Drama queen: They attract drama and thrive off it as a source of entertainment. They will bitch to you about other friends and misinterpret situations.
Selfish: Their worries are the only worries that matter. Whenever you meet up, it seems to be about their life, and you find it difficult to talk about your worries, because apparently, theirs are so much worse than yours.
Inappropriate behaviour: They openly flirt with your partner and tell you, ‘oh you don’t mind because you’re my bestie.’
Verbal abuse: They will say ‘I’m only joking’ or ‘no offense’ when they insult you, convincing you they’re just being honest. Their approach comes across nasty and if you doubt that, observe peoples reactions who hear your conversation when your out.
Jealousy: They don’t like you having any other close friends, and will look to spread rumours about them, to convince you, they’re the toxic ones.
Cancelling: They’re constantly letting you down and cancelling plans. It will be excuse after excuse and they will promise to meet up with you, but it doesn’t materialise.
Manipulating: If you call them out on something, they will make you feel guilty and convince you, that it was your fault. They will also like to control what you do together.
Trust: They will tell other friends your secrets, so you find your always saying, ‘please don’t tell anyone’. There will be an indication of this, if they tell you secrets of your other friends.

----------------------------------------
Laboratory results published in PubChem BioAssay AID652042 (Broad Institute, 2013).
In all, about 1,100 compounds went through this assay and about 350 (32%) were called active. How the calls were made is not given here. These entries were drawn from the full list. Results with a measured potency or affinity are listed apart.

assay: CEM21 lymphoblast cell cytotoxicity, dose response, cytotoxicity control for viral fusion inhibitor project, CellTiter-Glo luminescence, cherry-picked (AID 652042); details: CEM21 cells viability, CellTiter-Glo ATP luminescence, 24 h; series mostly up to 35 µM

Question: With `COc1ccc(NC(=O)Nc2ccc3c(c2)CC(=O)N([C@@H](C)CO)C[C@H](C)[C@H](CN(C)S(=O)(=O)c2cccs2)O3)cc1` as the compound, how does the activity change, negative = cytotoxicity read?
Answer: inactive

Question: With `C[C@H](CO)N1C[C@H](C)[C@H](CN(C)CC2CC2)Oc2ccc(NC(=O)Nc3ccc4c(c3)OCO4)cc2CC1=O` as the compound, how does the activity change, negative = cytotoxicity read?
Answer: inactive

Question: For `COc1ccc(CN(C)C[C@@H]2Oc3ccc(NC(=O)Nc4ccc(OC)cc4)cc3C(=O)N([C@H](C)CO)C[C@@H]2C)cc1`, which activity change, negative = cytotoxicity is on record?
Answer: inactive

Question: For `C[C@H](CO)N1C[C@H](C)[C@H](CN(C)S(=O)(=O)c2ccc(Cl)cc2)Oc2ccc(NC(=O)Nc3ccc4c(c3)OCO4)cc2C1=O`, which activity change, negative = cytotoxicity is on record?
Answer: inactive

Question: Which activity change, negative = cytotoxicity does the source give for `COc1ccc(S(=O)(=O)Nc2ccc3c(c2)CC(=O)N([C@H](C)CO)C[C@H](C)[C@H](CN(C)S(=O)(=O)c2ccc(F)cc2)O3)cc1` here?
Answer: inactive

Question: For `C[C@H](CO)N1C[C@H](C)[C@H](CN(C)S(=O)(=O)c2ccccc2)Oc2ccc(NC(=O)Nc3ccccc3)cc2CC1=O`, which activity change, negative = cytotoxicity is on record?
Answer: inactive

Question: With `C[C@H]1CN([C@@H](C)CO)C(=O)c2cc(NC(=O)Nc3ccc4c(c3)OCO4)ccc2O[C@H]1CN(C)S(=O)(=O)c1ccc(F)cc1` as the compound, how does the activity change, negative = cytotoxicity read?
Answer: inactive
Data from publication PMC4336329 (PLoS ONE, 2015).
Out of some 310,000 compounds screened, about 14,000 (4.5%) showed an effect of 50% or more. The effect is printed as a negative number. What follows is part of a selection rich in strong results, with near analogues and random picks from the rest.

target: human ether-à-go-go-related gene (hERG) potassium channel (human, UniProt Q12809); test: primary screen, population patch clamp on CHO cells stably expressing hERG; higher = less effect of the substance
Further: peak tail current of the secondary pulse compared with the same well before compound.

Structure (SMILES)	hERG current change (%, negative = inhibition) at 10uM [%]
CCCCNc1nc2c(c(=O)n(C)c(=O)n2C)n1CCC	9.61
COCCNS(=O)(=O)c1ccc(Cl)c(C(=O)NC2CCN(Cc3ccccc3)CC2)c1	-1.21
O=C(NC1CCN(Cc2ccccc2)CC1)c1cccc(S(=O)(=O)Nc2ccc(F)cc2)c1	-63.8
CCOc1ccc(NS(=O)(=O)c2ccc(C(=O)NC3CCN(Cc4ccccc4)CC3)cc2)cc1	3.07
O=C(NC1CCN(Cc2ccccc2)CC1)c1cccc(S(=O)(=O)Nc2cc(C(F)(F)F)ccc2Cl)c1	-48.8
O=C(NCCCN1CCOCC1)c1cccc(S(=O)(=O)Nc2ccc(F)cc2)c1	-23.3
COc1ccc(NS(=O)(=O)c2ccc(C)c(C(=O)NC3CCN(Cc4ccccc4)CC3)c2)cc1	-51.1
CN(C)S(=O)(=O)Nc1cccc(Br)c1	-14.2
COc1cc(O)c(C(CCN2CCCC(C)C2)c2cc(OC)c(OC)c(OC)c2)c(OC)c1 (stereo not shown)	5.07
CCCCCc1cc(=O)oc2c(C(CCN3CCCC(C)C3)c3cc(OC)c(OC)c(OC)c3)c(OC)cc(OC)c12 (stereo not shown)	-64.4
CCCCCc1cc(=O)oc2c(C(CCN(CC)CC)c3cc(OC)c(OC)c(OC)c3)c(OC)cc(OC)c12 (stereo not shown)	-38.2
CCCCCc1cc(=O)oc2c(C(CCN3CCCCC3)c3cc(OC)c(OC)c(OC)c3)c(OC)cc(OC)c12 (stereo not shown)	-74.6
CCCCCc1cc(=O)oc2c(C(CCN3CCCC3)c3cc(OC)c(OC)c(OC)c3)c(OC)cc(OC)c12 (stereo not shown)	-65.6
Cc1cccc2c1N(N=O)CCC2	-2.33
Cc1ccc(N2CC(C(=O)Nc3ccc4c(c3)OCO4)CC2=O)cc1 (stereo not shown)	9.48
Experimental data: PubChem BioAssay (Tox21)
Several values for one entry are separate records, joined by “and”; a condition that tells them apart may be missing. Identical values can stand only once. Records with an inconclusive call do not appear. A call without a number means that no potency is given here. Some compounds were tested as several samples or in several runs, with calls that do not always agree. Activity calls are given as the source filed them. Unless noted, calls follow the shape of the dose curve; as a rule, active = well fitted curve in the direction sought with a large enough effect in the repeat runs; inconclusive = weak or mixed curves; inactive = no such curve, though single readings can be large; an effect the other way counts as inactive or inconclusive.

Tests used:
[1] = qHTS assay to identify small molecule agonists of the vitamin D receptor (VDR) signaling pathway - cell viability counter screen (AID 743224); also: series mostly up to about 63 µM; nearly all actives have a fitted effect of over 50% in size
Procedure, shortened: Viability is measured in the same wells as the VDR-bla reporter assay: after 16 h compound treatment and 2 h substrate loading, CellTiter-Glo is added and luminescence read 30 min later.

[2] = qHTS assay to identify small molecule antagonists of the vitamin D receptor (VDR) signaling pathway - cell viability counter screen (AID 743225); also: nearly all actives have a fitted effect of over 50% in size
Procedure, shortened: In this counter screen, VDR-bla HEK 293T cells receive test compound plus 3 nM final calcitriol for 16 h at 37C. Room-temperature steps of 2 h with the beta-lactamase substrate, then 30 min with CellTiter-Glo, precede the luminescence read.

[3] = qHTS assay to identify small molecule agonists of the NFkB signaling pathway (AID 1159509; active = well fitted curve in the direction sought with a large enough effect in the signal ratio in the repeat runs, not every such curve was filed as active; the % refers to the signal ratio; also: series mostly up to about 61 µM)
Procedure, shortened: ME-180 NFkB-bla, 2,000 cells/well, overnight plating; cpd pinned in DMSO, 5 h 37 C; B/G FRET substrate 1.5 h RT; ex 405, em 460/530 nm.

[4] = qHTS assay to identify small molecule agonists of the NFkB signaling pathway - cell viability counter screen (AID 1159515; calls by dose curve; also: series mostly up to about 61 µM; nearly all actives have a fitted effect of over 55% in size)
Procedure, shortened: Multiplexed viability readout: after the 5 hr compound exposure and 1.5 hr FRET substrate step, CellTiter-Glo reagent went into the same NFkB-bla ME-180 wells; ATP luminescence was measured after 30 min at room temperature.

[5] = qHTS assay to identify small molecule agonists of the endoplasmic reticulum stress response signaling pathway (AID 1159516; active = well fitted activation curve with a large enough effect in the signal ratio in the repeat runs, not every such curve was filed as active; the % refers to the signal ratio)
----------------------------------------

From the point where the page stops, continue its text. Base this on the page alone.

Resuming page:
Crying: Your friend makes you cry more than laugh, you may dread meeting up with them and want to see them less.
Drained: You feel emotionally drained whenever you have seen this friend. You find you have to clear your schedule to recharge and may limit the time you spend with them.
A lot of these signs are universal with relationships with family members and partners. The sad thing is, most of the time, these people don’t realise they’re toxic and until they do, they won't change. Its best to work at your friendships, but if it gets to a point that you’re recognising a lot of the signs above, you may need to rethink your friendship. I’ve found that if you have more negative things to say about your friend than positive, something wrong. I’ve always given friendships plenty of time to mend, and I’ve been open about how their behaviour had made me feel. Remember, we can’t be friends with everyone, and sometimes you need to let a friend go, to protect yourself, it’s not to say you can’t be friends in the future.